The Senate Finance Committee holds a hearing today on The U.S. Tax Code: Love It, Leave It or Reform It!:
- Mihir Desai (Harvard University)
- Peter Merrill (PricewaterhouseCoopers)
- Leslie Robinson (Dartmouth College)
- Pascal Saint-Amans (OECD)
- Allan Sloan (Fortune)
- Robert Stack (U.S. Treasury Department)
In connection with the hearing, the Joint Committee on Taxation has released Present Law and Background Related to Proposals to Reform the Taxation of Income of Multination Enterprises (JCX-90-14) (99 pages):
This document ... includes a description of present law, background on recent global activity related to the taxation of cross-border income, and descriptions and a comparison of recent proposals to reform the U.S. international tax system. ...
The U.S. international tax rules provide worldwide taxation of all U.S. persons on all income, whether derived in the United States or abroad, but allow deferral of U.S. taxation of much foreign business income derived by foreign subsidiaries of U.S. companies. The rules provide territorial-based taxation of U.S.-source income of nonresident aliens and foreign entities. Part I of this document describes in more detail the rules applicable to inbound investment (the U.S. activities of foreign persons) and outbound investment (the foreign activities of U.S. persons).
The U.S. rules for the taxation of cross-border income have been the subject of much criticism. Critics have had a few broad, sometimes conflicting policy concerns. On the one hand, critics have argued that the U.S. tax burden on the foreign business income of U.S. companies is too high, particularly when U.S. multinational companies are competing in foreign markets with foreign multinational firms that are subject to little or no home-country tax on foreign income. Commentators also have argued that the U.S. tax rules discourage U.S. companies from investing foreign earnings in the United States and favor reinvestment of the earnings abroad, even when the pre-tax rate of return on the potential U.S. investment is higher than the pre-tax rate of return on the potential foreign investment. On the other hand, critics have expressed concern that under the U.S. rules for taxing cross-border income, both U.S. and foreign multinational companies reduce the amount of U.S. tax they pay by shifting profits reported for income tax purposes outside the United States and, in some cases, by shifting manufacturing, headquarters, and other business activities outside the United States. Policy makers and commentators in countries other than the United States have expressed similar concerns about the competitiveness of home country firms, about profit shifting by U.S. and home country firms, and about the erosion of the corporate tax bases of those countries by U.S. and home country firms. Part II of this document describes these policy concerns.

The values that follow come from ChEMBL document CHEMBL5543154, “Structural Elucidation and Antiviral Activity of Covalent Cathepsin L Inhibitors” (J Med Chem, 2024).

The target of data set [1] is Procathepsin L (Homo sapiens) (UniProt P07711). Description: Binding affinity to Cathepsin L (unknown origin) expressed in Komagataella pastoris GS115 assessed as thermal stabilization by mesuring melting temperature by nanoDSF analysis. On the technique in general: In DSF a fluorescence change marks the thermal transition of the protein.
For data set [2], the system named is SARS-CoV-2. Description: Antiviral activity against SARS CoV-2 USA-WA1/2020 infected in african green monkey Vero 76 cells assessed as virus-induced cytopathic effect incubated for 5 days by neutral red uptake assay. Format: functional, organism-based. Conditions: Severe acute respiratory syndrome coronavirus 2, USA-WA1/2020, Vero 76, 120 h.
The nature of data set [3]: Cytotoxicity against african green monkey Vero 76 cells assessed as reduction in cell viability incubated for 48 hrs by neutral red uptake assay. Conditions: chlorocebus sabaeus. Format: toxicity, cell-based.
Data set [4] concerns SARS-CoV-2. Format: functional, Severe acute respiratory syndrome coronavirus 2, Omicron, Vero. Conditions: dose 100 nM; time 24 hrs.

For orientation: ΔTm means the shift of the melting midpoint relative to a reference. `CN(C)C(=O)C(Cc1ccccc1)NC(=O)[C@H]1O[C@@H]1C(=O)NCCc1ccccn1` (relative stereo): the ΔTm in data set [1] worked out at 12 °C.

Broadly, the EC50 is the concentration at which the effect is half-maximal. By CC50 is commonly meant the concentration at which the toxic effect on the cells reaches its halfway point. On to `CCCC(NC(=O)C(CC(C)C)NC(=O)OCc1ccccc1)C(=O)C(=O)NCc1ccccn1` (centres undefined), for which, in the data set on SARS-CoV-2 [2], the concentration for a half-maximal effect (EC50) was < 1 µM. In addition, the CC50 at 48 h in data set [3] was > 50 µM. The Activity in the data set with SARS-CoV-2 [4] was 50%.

Governments around the world have responded to these policy concerns in various ways. The Organisation for Economic Co-operation and Development (“OECD”) has undertaken an initiative on base erosion and profit shifting. The European Union and several of its member states have introduced proposals or enacted laws that deny tax benefits in arrangements in which companies might otherwise derive low-tax or zero-tax cross-border income. Some countries have legislation intended to attract intellectual property development or ownership. In the United States, the Administration’s budget proposals include a number of proposals intended to restrict profit shifting, particularly in respect of intangible property income, by U.S. multinational companies and to reduce erosion of the U.S. tax base by foreign multinational companies. Members of the U.S. Congress, including Senate Finance Committee Chairman Ron Wyden, former Senate Finance Committee Chairman Max Baucus, Senator Mike Enzi, and House Ways and Means Chairman Dave Camp, have made public or have introduced legislation to reform the U.S. international tax rules. These reform proposals replace deferred U.S. taxation of the business earnings of foreign subsidiaries of U.S. companies with either full current U.S. taxation of foreign subsidiary earnings or a mix of current U.S. taxation of the earnings and exemption from U.S. taxation. Parts III and IV of this document describe recent global (Part III) and U.S. (Part IV) policy responses, and Part V of this document compares the recent U.S. proposals across several dimensions.